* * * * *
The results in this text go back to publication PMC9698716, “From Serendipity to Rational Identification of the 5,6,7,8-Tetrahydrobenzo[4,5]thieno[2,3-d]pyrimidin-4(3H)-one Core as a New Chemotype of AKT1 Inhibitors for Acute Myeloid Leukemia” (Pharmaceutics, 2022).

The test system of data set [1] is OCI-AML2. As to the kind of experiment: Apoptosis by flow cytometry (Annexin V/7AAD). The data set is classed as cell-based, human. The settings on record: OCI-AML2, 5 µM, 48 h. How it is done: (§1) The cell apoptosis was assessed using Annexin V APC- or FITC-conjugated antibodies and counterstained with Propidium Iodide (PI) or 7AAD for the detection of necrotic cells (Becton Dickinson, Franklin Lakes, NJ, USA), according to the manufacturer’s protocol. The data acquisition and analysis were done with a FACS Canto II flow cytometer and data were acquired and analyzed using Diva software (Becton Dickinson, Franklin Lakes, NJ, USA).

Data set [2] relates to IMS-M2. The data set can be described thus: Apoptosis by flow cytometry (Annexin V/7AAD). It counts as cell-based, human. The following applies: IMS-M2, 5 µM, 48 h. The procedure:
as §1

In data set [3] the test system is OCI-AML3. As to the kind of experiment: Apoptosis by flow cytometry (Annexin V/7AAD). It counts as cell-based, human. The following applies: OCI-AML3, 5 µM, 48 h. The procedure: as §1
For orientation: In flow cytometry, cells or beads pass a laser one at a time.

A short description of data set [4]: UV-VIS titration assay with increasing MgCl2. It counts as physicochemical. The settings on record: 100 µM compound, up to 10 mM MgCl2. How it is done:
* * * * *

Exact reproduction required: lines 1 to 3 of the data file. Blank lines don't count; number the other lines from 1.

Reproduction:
The results in this text go back to publication PMC9698716, “From Serendipity to Rational Identification of the 5,6,7,8-Tetrahydrobenzo[4,5]thieno[2,3-d]pyrimidin-4(3H)-one Core as a New Chemotype of AKT1 Inhibitors for Acute Myeloid Leukemia” (Pharmaceutics, 2022).

The test system of data set [1] is OCI-AML2. As to the kind of experiment: Apoptosis by flow cytometry (Annexin V/7AAD). The data set is classed as cell-based, human. The settings on record: OCI-AML2, 5 µM, 48 h. How it is done: (§1) The cell apoptosis was assessed using Annexin V APC- or FITC-conjugated antibodies and counterstained with Propidium Iodide (PI) or 7AAD for the detection of necrotic cells (Becton Dickinson, Franklin Lakes, NJ, USA), according to the manufacturer’s protocol. The data acquisition and analysis were done with a FACS Canto II flow cytometer and data were acquired and analyzed using Diva software (Becton Dickinson, Franklin Lakes, NJ, USA).

Data set [2] relates to IMS-M2. The data set can be described thus: Apoptosis by flow cytometry (Annexin V/7AAD). It counts as cell-based, human. The following applies: IMS-M2, 5 µM, 48 h. The procedure: